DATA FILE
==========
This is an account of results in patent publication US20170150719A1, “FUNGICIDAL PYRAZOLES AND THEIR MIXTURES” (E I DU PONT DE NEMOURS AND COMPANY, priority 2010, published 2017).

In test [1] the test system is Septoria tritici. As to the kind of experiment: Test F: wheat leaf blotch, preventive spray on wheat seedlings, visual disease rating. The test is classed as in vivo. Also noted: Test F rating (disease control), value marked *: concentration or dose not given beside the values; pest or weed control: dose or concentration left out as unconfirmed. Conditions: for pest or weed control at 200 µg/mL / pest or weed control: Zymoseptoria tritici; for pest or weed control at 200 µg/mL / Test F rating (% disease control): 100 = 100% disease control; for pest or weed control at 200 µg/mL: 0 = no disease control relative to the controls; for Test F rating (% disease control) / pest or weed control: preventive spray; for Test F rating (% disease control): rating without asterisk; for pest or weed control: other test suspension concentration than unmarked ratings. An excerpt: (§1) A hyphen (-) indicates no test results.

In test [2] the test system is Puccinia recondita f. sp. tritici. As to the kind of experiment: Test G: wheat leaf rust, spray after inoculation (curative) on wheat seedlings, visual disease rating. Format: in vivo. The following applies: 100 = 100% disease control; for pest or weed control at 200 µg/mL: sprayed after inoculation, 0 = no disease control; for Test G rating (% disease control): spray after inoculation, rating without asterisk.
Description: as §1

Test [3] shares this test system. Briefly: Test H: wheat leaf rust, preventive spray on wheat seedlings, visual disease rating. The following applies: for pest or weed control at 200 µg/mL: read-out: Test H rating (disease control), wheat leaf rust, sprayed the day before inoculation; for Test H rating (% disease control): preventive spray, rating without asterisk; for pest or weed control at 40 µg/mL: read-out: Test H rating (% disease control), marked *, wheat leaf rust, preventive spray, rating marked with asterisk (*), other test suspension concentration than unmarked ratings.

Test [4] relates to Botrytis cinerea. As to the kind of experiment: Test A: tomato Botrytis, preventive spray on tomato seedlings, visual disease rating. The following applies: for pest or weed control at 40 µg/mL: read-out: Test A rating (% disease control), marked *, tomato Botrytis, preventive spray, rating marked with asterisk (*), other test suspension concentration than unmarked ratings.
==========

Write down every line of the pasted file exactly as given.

This is an account of results in patent publication US20170150719A1, “FUNGICIDAL PYRAZOLES AND THEIR MIXTURES” (E I DU PONT DE NEMOURS AND COMPANY, priority 2010, published 2017).

In test [1] the test system is Septoria tritici. As to the kind of experiment: Test F: wheat leaf blotch, preventive spray on wheat seedlings, visual disease rating. The test is classed as in vivo. Also noted: Test F rating (disease control), value marked *: concentration or dose not given beside the values; pest or weed control: dose or concentration left out as unconfirmed. Conditions: for pest or weed control at 200 µg/mL / pest or weed control: Zymoseptoria tritici; for pest or weed control at 200 µg/mL / Test F rating (% disease control): 100 = 100% disease control; for pest or weed control at 200 µg/mL: 0 = no disease control relative to the controls; for Test F rating (% disease control) / pest or weed control: preventive spray; for Test F rating (% disease control): rating without asterisk; for pest or weed control: other test suspension concentration than unmarked ratings. An excerpt: (§1) A hyphen (-) indicates no test results.

In test [2] the test system is Puccinia recondita f. sp. tritici. As to the kind of experiment: Test G: wheat leaf rust, spray after inoculation (curative) on wheat seedlings, visual disease rating. Format: in vivo. The following applies: 100 = 100% disease control; for pest or weed control at 200 µg/mL: sprayed after inoculation, 0 = no disease control; for Test G rating (% disease control): spray after inoculation, rating without asterisk.
Description: as §1

Test [3] shares this test system. Briefly: Test H: wheat leaf rust, preventive spray on wheat seedlings, visual disease rating. The following applies: for pest or weed control at 200 µg/mL: read-out: Test H rating (disease control), wheat leaf rust, sprayed the day before inoculation; for Test H rating (% disease control): preventive spray, rating without asterisk; for pest or weed control at 40 µg/mL: read-out: Test H rating (% disease control), marked *, wheat leaf rust, preventive spray, rating marked with asterisk (*), other test suspension concentration than unmarked ratings.

Test [4] relates to Botrytis cinerea. As to the kind of experiment: Test A: tomato Botrytis, preventive spray on tomato seedlings, visual disease rating. The following applies: for pest or weed control at 40 µg/mL: read-out: Test A rating (% disease control), marked *, tomato Botrytis, preventive spray, rating marked with asterisk (*), other test suspension concentration than unmarked ratings.